Buy This Product, Friend: The Hidden Power of Testimonials

by Thursday Bram on 21 November 2012 1 comment

When we make purchasing decisions, we like knowing that we’re doing the right thing. Every day there are more options out there, whether we’re talking about groceries or automobiles. Testimonials are one of the easiest ways for sellers to reassure buyers that a particular product is the right choice. After all, if someone else is willing to tell you that she’s truly pleased with her purchase, you can expect that you’ll be pretty happy, too. And therein lies the problem. How do we know we can trust the testimonial? (See also: Advertising Jargon That Aims to Mislead)

Interpreting Testimonials

As you’re reviewing testimonials available for a given product or service, you want to make sure that you're seeing a reliable recommendation. You want what's called "social proof" — a recommendation that can be linked back to a real, identifiable person. Marketers consider video testimonials and other indisputable recommendations to be the most effective, and for good reason.

But Is It Trustworthy?

Even if you're looking at written testimonials, there are a couple of characteristics worth considering. If the seller has posted a text testimonial with just a first name (or maybe even no name), we’re tempted to trust the testimonial as honest or reliable. But if someone doesn’t want their name to run with their testimonial, maybe there’s something else going on. It’s good to see a full name at the least. Even better is a link back to a review, social media account, or website.

Strength in Numbers

You also want to see more than one testimonial.

If a business has been operating for awhile, there should be plenty of examples of how well they can do, just as there may be multiple reviews of the business on Yelp and its counterparts.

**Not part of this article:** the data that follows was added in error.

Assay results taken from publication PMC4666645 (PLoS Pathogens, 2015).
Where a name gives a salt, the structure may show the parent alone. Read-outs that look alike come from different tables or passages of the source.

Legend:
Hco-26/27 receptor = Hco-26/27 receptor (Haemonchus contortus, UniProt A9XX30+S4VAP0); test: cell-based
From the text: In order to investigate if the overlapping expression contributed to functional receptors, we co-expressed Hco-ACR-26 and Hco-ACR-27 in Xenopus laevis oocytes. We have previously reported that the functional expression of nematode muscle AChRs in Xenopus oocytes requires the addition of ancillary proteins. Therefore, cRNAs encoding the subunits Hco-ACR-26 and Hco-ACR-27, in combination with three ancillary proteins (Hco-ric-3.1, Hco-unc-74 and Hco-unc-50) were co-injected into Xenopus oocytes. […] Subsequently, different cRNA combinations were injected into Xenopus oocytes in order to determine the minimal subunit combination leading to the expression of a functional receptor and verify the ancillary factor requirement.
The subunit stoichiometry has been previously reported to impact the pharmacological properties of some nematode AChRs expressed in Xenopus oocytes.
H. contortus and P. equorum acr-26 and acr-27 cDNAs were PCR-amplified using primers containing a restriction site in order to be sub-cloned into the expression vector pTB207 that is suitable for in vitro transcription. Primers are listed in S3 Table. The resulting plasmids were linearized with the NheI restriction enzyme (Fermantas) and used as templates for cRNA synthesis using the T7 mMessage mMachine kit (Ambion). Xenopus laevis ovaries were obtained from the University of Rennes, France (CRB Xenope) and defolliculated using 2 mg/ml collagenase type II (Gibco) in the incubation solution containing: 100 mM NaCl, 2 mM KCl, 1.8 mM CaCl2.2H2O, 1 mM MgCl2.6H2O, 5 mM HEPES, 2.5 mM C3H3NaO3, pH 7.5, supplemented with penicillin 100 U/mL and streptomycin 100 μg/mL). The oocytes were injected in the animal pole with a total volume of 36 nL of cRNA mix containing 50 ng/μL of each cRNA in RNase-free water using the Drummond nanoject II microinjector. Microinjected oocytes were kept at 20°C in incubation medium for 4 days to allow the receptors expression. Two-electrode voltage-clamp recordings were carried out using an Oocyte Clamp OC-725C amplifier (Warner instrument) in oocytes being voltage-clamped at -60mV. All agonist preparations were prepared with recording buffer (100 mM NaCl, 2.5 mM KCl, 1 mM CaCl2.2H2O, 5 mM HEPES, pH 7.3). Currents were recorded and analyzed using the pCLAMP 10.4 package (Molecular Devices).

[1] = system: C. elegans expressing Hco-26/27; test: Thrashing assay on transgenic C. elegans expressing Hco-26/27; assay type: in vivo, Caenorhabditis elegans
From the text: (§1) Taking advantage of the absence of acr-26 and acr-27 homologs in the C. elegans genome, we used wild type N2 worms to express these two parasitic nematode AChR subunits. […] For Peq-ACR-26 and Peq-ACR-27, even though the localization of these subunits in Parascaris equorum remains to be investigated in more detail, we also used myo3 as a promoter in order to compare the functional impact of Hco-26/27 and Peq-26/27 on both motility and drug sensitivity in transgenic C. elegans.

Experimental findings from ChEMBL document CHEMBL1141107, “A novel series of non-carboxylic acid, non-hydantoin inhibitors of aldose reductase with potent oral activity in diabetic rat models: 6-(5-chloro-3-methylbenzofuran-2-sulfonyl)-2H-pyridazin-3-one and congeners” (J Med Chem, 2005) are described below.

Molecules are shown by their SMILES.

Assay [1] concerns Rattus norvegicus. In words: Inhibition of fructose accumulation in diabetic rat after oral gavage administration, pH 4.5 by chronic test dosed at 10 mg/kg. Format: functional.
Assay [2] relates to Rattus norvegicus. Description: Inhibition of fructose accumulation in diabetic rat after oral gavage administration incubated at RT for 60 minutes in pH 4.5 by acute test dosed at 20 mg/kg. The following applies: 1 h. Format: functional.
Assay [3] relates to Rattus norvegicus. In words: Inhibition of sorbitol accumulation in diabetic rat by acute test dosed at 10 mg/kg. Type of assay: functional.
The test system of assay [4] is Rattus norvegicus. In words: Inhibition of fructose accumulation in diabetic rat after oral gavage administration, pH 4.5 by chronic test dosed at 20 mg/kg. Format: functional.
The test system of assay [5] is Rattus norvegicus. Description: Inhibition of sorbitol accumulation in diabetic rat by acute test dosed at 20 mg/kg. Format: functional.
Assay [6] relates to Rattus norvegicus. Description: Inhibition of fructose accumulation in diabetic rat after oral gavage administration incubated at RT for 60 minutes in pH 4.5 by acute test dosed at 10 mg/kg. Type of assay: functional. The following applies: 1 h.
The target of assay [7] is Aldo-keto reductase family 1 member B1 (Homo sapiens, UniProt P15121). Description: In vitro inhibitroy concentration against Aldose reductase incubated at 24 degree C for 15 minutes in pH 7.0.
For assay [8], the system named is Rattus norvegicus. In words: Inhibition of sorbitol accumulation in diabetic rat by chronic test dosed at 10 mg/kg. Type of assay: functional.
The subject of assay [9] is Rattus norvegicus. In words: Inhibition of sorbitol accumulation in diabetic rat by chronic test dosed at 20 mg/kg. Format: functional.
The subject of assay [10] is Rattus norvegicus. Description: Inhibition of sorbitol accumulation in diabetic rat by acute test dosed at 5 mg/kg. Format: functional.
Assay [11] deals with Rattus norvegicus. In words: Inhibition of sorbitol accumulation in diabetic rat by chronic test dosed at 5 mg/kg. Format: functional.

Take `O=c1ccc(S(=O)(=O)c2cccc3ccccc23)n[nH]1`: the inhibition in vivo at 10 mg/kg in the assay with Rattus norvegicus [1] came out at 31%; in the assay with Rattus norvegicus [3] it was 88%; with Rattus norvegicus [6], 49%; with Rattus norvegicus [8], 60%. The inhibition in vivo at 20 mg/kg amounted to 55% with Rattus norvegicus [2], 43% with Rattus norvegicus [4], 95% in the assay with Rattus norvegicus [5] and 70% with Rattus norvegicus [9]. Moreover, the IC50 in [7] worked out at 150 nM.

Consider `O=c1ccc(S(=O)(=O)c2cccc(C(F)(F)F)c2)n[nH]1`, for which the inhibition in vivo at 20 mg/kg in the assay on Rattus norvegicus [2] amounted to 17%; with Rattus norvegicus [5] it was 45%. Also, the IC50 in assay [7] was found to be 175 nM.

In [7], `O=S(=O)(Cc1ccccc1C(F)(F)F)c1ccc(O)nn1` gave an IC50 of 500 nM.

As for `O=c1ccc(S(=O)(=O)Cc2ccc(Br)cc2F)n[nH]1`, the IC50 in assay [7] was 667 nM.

It’s a little concerning if the testimonials all sound the same, by the way. It’s not necessarily an indicator that the seller didn’t get the testimonials from a wide variety of buyers, but it can mean that the seller gave suggestions on what to write or asked submitters to follow a certain format — which is less helpful for shoppers deciding which product or service to buy.

Understanding the Appeal of Testimonials

When you're purchasing, it's important to understand the impact a testimonial can have on you — on a basic level, we're programmed to trust other people's opinions. A survey conducted by Nielsen in 2009 found that 90% of consumers will trust recommendations from people they know. Seventy percent will trust opinions posted online, which can include reviews and testimonials.

Most of us are more willing to make a purchase when we see a testimonial. It's not the only factor, but it's one that we need to be aware of in order to make an accurately informed decision.

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Michael

Nowadays, you can get good information and advice through your trusted network. If you have a couple hundred friends on Facebook and you're looking for advice on a particular product, there's a good chance at least one or two people would be able to offer feedback. This is more valuable than feedback on review sites or product sites, which can often be fabricated or influenced. I definitely advocate using your social networks in situations where it makes sense.